Save a tree AND a kitten (sane defaults for Perl programs)
This module implements some sane defaults for Perl programs, as defined
by two typical (or not so typical - use your common sense) specimens of
Perl coders. In fact, after working out details on which warnings and
strict modes to enable and make fatal, we found that we (and our code
written so far, and others) fully agree on every option, even though we
never used warnings before, so it seems this module indeed reflects a
"common" sense among some long-time Perl coders.
The basic philosophy behind the choices made in common::sense can be
summarised as: "enforcing strict policies to catch as many bugs as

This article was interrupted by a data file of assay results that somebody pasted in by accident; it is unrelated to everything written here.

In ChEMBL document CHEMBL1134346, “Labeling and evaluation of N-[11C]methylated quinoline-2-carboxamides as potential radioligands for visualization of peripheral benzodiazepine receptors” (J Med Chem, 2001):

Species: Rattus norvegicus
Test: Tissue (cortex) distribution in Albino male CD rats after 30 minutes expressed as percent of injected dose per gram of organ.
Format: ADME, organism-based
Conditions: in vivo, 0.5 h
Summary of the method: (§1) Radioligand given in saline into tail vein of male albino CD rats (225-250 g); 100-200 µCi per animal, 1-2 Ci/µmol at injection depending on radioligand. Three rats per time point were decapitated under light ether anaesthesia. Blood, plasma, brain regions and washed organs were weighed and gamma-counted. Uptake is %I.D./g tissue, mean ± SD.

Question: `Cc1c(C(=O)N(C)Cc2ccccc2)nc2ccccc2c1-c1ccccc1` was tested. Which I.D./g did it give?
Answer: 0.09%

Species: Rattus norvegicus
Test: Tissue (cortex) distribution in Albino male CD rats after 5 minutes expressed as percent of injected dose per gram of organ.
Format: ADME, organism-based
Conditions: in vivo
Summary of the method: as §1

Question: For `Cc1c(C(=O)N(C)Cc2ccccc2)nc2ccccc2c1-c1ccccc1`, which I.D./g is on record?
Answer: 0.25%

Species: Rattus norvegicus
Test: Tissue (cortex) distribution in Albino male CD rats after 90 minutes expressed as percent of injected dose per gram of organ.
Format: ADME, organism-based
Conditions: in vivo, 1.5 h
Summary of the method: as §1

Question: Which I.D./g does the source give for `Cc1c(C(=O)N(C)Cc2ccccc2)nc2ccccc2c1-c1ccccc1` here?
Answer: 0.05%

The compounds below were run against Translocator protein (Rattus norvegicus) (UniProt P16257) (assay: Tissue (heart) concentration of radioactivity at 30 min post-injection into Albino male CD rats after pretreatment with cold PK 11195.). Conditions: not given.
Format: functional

possible, while at the same time, not limiting the expressive power
available to the programmer".
Two typical examples of how this philosophy is applied in practise is
the handling of uninitialised and malloc warnings:
"undef" is a well-defined feature of perl, and enabling warnings for
using it rarely catches any bugs, but considerably limits you in
what you can do, so uninitialised warnings are disabled.
Freeing something twice on the C level is a serious bug, usually
causing memory corruption. It often leads to side effects much later
in the program and there are no advantages to not reporting this, so
malloc warnings are fatal by default.
Unfortunately, there is no fine-grained warning control in perl, so
often whole groups of useful warnings had to be excluded because of a
single useless warning (for example, perl puts an arbitrary limit on the
length of text you can match with some regexes before emitting a
warning, making the whole "regexp" category useless).
What follows is a more thorough discussion of what this module does, and
why it does it, and what the advantages (and disadvantages) of this